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WASHINGTON, D.C. — Senate Minority Leader Chuck Schumer, who is leading a filibuster against Judge Neil Gorsuch, called a press conference Wednesday to further his and his fellow Democrat senators’ commitment to blocking President Donald Trump’s SOTUS nominee.
However, during a 2013 press conference, Schumer took on a different perspective and heartily spoke against the very conduct he and his fellow Democat lawmakers are engaged in, saying Democrats prefer “up-or-down” votes over obstruction, “no matter who’s in power.”
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At the time, he stated,”We much prefer the risk of up-or-down votes in majority rule, than the risk of continued total obstruction. That is the bottom line, no matter who’s in power.”
Also on Wednesday, Sen. Ted Cruz said, “The notion of filibustering federal judges” was largely invented by Schumer.
Wednesday’s press conference, which was led by Schumer and Sens. Sheldon Whitehouse (D-RI) and Richard Blumenthal (D-CT), drew attention to the alleged use of “dark money” being spent by special interest group Judicial Crisis Network and to ask for the disclosure of the donors who are funding the $10 million campaign supporting Gorsuch’s nomination to the Supreme Court.
Schumer argued against Republican talk of invoking the “nuclear option,” saying that all recent high court nominees have reached a 60-vote threshold. He suggested the same for Gorsuch.
“Republicans should not make it their choice to go nuclear,’ Schumer said. “And if the nuclear option is invoked, it’s because our Republicans in the Senate chose to do so.”
Schumer suggested, instead, replacing Gorsuch with a different nominee—a tactic that would further stall President Trump from filling the seat left by Justice Antonin Scalia’s passing. Schumer suggested the reason Gorsuch “is having trouble earning 60 votes” is because he “represents the hard-right special interests wing of American politics.” He also said,”We believe in a 60-vote threshold. That’s why we filed a cloture motion.”
Schumer continued, “Judge Gorsuch, we believe, does not belong on the bench. We also believe there are Republicans who are reluctant to change the rules,” he said of certain lawmakers to whom he referred as “free actors.” He added, “We hope they don’t.”
The Hill reported earlier this month that “Gorsuch declined to take the bait” when Whitehouse asked him if as a “matter of courtesy to the process,” he would ask his anonymous backers to reveal themselves to the public. “You could ask right now as a matter of courtesy, as a matter of respect for the process, that anybody funding this should declare themselves right now so we can evaluate who is behind this effort,” Whitehouse reportedly said.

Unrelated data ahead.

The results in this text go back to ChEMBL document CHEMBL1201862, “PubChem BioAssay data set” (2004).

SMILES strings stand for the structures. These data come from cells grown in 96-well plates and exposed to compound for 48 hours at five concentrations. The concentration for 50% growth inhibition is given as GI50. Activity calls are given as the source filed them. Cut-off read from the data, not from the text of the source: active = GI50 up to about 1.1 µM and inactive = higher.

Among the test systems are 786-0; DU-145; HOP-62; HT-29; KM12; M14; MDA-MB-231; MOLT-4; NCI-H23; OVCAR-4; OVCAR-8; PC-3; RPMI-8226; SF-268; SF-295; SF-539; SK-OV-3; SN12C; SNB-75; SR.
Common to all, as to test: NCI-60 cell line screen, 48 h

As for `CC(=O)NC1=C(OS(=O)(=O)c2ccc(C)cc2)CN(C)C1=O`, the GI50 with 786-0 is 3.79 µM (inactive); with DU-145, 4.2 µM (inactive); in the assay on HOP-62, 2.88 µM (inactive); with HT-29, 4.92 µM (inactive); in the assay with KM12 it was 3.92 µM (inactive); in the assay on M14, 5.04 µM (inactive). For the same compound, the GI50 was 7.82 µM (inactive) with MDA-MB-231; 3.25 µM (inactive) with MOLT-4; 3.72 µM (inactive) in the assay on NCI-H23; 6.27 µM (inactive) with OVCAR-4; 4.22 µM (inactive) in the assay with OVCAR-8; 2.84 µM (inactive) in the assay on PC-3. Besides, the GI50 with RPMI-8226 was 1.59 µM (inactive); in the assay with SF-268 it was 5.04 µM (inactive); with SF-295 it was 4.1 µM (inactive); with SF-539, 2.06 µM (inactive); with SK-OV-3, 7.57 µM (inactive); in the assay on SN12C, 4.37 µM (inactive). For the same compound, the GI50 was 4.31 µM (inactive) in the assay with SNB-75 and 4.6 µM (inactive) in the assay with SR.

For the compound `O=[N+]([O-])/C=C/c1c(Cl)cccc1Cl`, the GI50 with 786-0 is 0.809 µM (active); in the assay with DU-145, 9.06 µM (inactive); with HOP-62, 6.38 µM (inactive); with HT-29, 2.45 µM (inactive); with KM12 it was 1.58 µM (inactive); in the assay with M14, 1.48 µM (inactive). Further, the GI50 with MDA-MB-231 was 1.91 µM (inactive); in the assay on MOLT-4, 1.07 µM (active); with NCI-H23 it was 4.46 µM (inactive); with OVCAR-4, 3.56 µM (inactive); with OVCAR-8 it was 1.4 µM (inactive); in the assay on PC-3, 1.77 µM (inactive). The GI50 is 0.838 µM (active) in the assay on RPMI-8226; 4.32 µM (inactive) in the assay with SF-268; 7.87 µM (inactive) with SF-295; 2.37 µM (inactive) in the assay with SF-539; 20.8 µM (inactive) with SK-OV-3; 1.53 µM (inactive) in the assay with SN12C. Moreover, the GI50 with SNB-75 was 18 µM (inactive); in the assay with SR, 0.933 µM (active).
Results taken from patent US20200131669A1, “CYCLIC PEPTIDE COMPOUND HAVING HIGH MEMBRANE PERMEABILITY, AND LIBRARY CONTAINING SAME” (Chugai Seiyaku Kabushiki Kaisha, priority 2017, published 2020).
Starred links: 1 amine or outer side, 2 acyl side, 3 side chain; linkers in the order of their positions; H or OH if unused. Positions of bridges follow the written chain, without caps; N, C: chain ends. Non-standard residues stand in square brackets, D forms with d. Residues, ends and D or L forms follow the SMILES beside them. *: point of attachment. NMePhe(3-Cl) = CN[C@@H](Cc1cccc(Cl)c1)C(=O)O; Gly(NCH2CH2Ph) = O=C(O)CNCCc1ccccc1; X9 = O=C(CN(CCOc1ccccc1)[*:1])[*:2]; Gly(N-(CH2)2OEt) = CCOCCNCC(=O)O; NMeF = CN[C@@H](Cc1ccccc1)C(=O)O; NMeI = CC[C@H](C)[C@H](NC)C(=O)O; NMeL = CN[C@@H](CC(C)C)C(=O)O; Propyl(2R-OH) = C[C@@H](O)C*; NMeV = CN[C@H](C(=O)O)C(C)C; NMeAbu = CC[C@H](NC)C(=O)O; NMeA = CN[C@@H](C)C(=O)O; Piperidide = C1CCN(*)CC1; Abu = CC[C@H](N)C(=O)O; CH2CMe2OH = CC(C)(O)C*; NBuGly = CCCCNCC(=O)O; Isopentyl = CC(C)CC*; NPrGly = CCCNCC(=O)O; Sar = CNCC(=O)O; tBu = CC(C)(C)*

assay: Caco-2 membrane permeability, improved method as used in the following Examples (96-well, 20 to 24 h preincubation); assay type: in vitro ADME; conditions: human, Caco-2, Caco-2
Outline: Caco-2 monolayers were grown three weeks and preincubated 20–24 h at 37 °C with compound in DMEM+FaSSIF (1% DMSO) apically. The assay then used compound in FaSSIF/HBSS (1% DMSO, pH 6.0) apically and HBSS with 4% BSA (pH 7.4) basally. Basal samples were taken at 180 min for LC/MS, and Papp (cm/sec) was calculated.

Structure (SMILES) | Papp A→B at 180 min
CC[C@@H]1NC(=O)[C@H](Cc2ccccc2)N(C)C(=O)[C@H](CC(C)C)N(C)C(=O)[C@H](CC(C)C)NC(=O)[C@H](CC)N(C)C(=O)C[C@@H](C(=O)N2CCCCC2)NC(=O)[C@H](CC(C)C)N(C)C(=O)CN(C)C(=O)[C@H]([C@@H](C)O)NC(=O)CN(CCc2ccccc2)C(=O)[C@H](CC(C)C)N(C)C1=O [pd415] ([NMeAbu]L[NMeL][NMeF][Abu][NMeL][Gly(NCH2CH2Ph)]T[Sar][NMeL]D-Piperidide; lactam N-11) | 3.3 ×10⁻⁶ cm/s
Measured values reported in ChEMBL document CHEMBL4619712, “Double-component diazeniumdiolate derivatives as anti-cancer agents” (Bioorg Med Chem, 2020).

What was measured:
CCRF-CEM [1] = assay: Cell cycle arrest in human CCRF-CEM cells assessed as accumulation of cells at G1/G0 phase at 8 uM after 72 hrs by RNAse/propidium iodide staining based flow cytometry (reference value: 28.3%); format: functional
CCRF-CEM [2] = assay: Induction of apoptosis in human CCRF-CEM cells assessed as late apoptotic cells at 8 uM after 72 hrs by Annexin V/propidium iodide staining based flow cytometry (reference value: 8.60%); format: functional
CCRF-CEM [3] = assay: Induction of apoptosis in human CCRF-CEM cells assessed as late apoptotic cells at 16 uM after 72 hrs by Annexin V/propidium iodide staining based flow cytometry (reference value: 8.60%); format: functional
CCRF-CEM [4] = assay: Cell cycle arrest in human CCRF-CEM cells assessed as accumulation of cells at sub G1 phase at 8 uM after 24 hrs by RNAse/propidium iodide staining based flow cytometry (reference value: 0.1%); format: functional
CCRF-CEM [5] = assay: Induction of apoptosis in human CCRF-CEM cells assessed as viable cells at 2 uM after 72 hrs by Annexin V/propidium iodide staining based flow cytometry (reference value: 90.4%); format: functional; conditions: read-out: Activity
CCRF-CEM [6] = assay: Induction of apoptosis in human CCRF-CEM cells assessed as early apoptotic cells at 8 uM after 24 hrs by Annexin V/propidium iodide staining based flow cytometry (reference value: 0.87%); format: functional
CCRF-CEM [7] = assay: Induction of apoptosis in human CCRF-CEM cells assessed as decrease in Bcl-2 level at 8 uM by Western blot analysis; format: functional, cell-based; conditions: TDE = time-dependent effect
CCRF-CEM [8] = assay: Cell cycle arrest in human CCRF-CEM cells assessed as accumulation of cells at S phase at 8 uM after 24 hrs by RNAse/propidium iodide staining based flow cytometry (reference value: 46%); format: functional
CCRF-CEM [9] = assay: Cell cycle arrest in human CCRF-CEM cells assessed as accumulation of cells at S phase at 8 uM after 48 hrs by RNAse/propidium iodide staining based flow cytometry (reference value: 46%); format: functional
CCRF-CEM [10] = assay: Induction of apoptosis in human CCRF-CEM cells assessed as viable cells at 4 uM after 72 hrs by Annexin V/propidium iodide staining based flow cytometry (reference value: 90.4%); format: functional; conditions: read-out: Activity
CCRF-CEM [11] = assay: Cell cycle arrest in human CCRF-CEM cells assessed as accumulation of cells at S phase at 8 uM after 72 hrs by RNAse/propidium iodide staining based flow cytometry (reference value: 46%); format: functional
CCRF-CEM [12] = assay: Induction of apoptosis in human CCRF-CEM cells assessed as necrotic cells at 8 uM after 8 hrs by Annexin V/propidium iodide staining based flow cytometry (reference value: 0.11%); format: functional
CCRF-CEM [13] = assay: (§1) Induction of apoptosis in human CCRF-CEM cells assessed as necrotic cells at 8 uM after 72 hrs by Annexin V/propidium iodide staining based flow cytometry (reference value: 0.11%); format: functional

Gorsuch replied, “It would be a politics question and I’m not, with all respect senator, going to get involved in politics.”
Meanwhile, Sen. Blumenthal seemed to make an argument as to why Republicans would want to confirm Gorsuch. “Gorsch has showed himself to be skillful, artful, articulate, and a deeply conservative judge with that bend, who can sway his colleagues.”
Schumer again emphasized, “If they’re so quick to change the rules this time, they’ll change the rules again next time.”
In the past, Schumer has expressed his regret over Senate Democrats’ decision to trigger the nuclear option in 2013, in order to decrease the number of senators needed to confirm Cabinet picks from 60 to 51 votes.
“I wish it hadn’t happened,” Schumer said in an interview with CNN, about the move that was triggered by former Senate Democratic leader Harry Reid (D-NV).
The move is dubbed the “nuclear option” because by altering the filibuster rules it stands to blow up bipartisan Senate relations.
“I argued against it at the time,” Schumer said. “I said both for Supreme Court and in Cabinet it should be 60, because on such important positions there should be some degree of bipartisanship. I won on Supreme Court, lost on Cabinet. But, that’s what we have to live with now.”